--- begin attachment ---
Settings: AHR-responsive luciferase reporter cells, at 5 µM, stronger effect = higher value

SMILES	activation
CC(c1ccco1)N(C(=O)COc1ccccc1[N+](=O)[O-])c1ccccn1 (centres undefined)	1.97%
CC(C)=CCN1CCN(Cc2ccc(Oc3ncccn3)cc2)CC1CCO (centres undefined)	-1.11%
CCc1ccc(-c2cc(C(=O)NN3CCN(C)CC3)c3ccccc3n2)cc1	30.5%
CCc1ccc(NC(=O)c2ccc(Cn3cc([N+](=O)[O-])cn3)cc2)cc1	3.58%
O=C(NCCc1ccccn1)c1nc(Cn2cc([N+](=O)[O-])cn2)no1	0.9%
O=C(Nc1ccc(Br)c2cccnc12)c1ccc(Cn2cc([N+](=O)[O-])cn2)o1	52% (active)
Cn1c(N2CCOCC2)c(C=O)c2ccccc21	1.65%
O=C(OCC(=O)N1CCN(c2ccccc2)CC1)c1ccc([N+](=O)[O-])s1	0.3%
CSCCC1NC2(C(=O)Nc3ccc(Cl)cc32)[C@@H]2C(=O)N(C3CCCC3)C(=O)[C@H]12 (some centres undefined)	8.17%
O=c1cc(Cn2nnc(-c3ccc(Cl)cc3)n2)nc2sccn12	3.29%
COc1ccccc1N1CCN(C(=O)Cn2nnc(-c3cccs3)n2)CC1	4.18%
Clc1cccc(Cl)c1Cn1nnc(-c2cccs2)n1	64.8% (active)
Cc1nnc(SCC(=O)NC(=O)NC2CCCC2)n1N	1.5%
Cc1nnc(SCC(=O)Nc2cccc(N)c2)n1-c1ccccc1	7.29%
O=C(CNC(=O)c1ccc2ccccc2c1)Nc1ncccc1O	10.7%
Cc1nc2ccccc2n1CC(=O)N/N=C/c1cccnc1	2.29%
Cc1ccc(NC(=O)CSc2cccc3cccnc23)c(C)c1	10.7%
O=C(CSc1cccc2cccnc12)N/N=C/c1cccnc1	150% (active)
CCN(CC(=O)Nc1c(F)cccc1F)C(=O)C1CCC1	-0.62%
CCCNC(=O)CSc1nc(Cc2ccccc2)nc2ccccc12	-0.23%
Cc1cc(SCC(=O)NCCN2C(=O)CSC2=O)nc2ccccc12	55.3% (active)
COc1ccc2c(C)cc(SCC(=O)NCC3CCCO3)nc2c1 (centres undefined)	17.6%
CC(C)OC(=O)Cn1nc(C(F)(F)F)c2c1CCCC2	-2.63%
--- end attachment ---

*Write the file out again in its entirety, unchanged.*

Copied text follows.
Settings: AHR-responsive luciferase reporter cells, at 5 µM, stronger effect = higher value

SMILES	activation
CC(c1ccco1)N(C(=O)COc1ccccc1[N+](=O)[O-])c1ccccn1 (centres undefined)	1.97%
CC(C)=CCN1CCN(Cc2ccc(Oc3ncccn3)cc2)CC1CCO (centres undefined)	-1.11%
CCc1ccc(-c2cc(C(=O)NN3CCN(C)CC3)c3ccccc3n2)cc1	30.5%
CCc1ccc(NC(=O)c2ccc(Cn3cc([N+](=O)[O-])cn3)cc2)cc1	3.58%
O=C(NCCc1ccccn1)c1nc(Cn2cc([N+](=O)[O-])cn2)no1	0.9%
O=C(Nc1ccc(Br)c2cccnc12)c1ccc(Cn2cc([N+](=O)[O-])cn2)o1	52% (active)
Cn1c(N2CCOCC2)c(C=O)c2ccccc21	1.65%
O=C(OCC(=O)N1CCN(c2ccccc2)CC1)c1ccc([N+](=O)[O-])s1	0.3%
CSCCC1NC2(C(=O)Nc3ccc(Cl)cc32)[C@@H]2C(=O)N(C3CCCC3)C(=O)[C@H]12 (some centres undefined)	8.17%
O=c1cc(Cn2nnc(-c3ccc(Cl)cc3)n2)nc2sccn12	3.29%
COc1ccccc1N1CCN(C(=O)Cn2nnc(-c3cccs3)n2)CC1	4.18%
Clc1cccc(Cl)c1Cn1nnc(-c2cccs2)n1	64.8% (active)
Cc1nnc(SCC(=O)NC(=O)NC2CCCC2)n1N	1.5%
Cc1nnc(SCC(=O)Nc2cccc(N)c2)n1-c1ccccc1	7.29%
O=C(CNC(=O)c1ccc2ccccc2c1)Nc1ncccc1O	10.7%
Cc1nc2ccccc2n1CC(=O)N/N=C/c1cccnc1	2.29%
Cc1ccc(NC(=O)CSc2cccc3cccnc23)c(C)c1	10.7%
O=C(CSc1cccc2cccnc12)N/N=C/c1cccnc1	150% (active)
CCN(CC(=O)Nc1c(F)cccc1F)C(=O)C1CCC1	-0.62%
CCCNC(=O)CSc1nc(Cc2ccccc2)nc2ccccc12	-0.23%
Cc1cc(SCC(=O)NCCN2C(=O)CSC2=O)nc2ccccc12	55.3% (active)
COc1ccc2c(C)cc(SCC(=O)NCC3CCCO3)nc2c1 (centres undefined)	17.6%
CC(C)OC(=O)Cn1nc(C(F)(F)F)c2c1CCCC2	-2.63%